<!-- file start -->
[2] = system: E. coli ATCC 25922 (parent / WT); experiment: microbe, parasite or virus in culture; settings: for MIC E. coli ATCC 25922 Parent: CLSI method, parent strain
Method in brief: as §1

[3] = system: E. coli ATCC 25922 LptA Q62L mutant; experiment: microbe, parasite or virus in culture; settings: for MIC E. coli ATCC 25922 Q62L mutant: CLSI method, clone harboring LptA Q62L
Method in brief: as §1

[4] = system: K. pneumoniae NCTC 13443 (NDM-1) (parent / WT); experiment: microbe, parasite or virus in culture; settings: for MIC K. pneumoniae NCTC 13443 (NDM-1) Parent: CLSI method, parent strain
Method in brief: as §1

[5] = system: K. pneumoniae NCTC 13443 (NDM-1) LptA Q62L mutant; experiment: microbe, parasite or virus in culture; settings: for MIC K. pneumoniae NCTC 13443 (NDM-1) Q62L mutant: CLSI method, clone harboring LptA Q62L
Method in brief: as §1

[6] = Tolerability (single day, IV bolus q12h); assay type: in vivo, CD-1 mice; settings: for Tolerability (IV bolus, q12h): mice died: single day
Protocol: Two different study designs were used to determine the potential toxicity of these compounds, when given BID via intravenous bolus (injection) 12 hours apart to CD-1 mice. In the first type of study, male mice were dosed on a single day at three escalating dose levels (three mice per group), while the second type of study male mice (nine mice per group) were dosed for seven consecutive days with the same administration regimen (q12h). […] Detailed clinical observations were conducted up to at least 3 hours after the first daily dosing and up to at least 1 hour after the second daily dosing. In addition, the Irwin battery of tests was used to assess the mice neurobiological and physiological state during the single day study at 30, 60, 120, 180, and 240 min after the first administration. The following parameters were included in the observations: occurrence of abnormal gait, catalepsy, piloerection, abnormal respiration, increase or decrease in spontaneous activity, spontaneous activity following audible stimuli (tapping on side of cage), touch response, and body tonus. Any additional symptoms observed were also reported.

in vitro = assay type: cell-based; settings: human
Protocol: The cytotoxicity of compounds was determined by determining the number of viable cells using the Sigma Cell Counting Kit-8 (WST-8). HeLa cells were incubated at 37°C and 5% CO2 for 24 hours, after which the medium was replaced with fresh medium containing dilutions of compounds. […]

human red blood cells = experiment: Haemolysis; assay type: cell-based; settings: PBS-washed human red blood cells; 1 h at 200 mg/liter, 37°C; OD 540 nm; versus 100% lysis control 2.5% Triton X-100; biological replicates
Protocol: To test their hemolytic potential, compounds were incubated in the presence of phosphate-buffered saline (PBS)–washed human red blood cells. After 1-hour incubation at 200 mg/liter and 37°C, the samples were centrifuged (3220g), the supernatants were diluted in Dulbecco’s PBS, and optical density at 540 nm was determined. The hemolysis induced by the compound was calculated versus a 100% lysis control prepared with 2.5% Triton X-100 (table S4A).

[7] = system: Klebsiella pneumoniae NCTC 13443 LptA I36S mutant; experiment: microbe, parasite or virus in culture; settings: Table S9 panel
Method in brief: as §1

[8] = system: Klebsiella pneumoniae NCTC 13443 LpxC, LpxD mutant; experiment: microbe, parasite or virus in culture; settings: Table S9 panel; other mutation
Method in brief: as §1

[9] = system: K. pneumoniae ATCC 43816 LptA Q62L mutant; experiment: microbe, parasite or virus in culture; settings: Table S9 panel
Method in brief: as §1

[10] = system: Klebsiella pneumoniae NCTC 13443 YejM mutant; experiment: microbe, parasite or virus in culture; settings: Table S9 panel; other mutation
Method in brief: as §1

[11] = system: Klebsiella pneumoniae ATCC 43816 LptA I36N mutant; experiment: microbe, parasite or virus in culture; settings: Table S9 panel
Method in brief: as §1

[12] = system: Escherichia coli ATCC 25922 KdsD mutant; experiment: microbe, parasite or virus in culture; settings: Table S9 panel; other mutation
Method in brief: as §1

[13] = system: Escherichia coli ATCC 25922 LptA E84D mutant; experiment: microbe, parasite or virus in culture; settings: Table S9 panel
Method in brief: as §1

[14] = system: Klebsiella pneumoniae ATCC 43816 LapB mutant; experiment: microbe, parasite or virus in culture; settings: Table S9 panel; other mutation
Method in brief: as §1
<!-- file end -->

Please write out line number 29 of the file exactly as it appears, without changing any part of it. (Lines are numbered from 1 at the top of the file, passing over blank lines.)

[14] = system: Klebsiella pneumoniae ATCC 43816 LapB mutant; experiment: microbe, parasite or virus in culture; settings: Table S9 panel; other mutation